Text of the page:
BioSig Technologies has had a successful first half of August, with its FDA clearance being just one of several steps forward.
The first half of August has been successful for BioSig Technologies (OTCQB:BSGM), which has announced its intentions to uplist to the NASDAQ, been added to LD Micro Index and completed a private placement.
On Tuesday (August 14), the company built on that momentum with a US Food and Drug Administration (FDA) 510(k) clearance announcement for its Pure EP System.
This non-invasive computerized system takes electrocardiographic and intracardiac signals for patients undergoing electrophysiology (EP) procedures in an EP laboratory and formats and manipulates them in a multitude of methods for healthcare practitioners to interpret.
It aims to minimize noise and artifacts and to acquire high-fidelity cardiac signals. Improving cardiac signals could increase the diagnostic value of these signals, which may improve the accuracy and efficiency of EP studies and related procedures.
“Our goal to provide tangible benefits to electrophysiologists and improve the current standards of EP procedures in the clinical setting,” Kenneth Londoner, CEO of BioSig, said in the press release.
A common reason for EP procedures is the diagnosis and treatment of atrial fibrillation, which is the most common arrhythmia. Atrial fibrillation affects 33.5 million people worldwide and about 6.1 million people in the US, and increases the risk of stroke by four to five times; it also contributes to 750,000 hospitalizations per year. Everyone over the age of 40 has a one-in-four lifetime risk of atrial fibrillation.
The Pure EP system shows a more clear, raw and unfiltered signal acquired from electrodes at the tip of a catheter placed on the heart. The design and product have proven to be more effective than the competitor, with proprietary hardware and software designed to effectively eliminate noise and other baseline wander that affect clear signals during EP studies and catheter ablation.
BioSig also filed an omnibus patent with a Washington, DC-based patent law firm, Sterne Kessler Goldstein & Fox, that protects the company’s technology.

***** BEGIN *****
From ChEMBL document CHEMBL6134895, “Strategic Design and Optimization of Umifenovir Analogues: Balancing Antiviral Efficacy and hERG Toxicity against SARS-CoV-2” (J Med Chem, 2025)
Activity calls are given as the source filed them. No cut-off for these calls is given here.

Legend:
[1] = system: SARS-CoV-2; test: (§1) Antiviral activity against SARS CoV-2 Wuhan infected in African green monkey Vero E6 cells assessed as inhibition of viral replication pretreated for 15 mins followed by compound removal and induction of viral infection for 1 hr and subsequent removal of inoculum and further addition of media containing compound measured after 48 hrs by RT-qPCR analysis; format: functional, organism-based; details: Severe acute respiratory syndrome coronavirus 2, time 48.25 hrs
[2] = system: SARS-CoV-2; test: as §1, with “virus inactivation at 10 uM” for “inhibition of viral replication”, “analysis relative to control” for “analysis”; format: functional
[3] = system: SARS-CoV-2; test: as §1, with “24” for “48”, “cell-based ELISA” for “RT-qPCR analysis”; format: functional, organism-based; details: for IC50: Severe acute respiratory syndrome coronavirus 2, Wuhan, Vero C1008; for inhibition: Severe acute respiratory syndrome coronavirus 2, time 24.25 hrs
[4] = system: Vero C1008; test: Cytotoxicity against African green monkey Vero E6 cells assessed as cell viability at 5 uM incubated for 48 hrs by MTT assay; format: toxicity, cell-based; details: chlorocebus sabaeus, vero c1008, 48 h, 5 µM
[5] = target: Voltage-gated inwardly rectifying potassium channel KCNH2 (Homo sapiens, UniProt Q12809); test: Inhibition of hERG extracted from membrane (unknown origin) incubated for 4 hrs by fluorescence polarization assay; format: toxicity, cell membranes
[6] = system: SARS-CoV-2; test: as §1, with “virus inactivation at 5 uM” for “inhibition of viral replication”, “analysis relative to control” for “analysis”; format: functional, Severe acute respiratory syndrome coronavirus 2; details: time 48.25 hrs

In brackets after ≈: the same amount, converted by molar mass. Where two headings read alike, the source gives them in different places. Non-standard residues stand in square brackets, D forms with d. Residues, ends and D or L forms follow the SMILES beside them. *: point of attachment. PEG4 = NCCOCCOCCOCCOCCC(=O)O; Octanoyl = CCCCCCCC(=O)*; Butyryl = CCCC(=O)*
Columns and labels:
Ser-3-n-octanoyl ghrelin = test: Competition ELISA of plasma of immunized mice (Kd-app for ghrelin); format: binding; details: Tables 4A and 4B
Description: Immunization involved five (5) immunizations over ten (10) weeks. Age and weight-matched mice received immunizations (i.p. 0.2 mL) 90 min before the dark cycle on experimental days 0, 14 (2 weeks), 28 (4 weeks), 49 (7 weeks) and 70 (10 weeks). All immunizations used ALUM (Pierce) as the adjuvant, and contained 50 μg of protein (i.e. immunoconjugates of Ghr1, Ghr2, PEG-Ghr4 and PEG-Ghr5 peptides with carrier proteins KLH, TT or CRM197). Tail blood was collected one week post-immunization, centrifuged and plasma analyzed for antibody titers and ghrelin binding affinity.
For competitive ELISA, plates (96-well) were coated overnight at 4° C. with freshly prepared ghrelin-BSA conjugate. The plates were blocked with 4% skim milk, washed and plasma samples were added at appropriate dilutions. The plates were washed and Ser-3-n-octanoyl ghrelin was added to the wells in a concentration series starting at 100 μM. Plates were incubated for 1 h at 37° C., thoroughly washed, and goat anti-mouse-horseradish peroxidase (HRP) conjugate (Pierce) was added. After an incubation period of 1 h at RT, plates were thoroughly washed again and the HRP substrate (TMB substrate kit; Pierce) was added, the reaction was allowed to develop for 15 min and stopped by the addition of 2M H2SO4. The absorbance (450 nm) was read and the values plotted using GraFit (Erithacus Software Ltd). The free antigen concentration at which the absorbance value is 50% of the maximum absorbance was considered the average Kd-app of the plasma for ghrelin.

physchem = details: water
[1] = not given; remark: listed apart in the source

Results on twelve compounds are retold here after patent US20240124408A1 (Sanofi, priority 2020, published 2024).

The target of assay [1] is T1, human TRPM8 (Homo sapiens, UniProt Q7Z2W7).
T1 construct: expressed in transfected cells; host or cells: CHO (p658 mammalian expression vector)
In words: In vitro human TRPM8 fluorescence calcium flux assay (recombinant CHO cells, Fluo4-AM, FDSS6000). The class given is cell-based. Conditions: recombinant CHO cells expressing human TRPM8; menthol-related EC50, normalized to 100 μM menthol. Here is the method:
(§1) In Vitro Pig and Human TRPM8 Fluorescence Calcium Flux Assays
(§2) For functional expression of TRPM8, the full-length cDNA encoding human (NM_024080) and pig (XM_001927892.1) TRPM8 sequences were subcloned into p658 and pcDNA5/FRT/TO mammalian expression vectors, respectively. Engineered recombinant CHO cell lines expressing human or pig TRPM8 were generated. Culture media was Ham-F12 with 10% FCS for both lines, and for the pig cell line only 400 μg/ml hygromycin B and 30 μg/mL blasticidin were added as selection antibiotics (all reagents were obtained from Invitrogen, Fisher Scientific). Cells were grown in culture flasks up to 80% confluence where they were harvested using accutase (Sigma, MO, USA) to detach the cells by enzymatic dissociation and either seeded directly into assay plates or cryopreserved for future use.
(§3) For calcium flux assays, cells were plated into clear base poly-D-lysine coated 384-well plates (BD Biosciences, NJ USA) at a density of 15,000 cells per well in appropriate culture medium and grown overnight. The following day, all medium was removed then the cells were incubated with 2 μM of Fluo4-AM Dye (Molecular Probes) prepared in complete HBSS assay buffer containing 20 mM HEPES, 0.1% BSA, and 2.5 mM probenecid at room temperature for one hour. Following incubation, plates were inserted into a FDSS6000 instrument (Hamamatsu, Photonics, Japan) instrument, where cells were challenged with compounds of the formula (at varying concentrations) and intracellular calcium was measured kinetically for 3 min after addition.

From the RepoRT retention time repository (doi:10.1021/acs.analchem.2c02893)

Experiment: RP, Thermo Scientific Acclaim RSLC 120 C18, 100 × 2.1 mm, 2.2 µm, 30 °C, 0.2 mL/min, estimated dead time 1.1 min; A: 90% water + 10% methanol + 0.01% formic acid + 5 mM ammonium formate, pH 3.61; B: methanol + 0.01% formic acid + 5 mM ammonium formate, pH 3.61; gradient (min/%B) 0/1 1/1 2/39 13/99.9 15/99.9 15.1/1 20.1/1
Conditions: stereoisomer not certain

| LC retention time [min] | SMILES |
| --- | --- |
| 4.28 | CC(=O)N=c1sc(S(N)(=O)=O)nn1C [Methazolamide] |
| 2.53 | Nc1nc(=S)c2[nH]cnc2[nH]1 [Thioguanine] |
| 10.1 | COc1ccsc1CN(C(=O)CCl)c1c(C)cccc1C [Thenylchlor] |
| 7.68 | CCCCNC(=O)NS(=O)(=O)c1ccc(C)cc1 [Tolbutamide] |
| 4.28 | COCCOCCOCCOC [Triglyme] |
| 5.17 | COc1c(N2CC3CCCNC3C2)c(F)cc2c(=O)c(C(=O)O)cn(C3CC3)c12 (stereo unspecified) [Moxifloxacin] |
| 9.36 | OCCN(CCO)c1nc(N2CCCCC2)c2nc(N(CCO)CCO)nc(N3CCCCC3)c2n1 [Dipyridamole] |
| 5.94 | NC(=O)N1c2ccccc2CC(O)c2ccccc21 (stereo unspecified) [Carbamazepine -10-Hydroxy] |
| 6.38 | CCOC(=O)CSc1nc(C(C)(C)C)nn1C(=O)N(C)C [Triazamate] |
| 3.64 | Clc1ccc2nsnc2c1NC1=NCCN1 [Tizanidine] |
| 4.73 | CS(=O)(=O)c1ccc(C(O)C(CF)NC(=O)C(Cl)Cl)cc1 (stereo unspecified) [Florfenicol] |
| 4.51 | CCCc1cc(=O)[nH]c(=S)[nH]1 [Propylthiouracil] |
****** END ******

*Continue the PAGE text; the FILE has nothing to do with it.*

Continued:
To improve and prove the use of this product, BioSig performed 12 pre-clinical studies at the Mayo Clinic, three at UCLA and one at Mount Sinai Hospital. A 10-year collaboration agreement made with the Mayo Clinic in 2017 allows BioSig to advance the platform and expand its capabilities into other clinical areas.
The company’s manufacturing partner, Minnetronix, has produced initial systems allowing BioSig to enter the market in the US with selected sites.
Prior to Tuesday’s announcement, investors had shown excitement over the company’s other announcements in August, such as a US$4.2-million private placement that Laidlaw & Co participated in.
“This latest placement has brought us to our strongest financial position since the Company’s foundation in February 2009,” Londoner said. The company expects that with this news it has now met its final NASDAQ listing requirement of minimum shareholder equity.
BioSig’s management believes this listing will help broaden its shareholder base, increase appeal to institutional investors, provide shareholders with better liquidity and ultimately increase shareholder value as the company advances through the 510(k) process, Londoner said.
The listing is subject to approval based on the ability to meet NASDAQ requirements.
BioSig’s share price saw a decrease on Tuesday, the day of the FDA 510(k) announcement, falling 12.67 percent to US$2.62.
However, that is still fairly close to the company’s year-to-date high of US$3.04. Its lowest point in the last year was US$1.25 on September 15, 2017.
Investors interested in the company can expect to hear news soon about its NASDAQ listing, and commercialization information regarding this FDA 510(k) clearance.
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Securities Disclosure: I, Gabrielle Lakusta, hold no direct investment interest in any company mentioned in this article.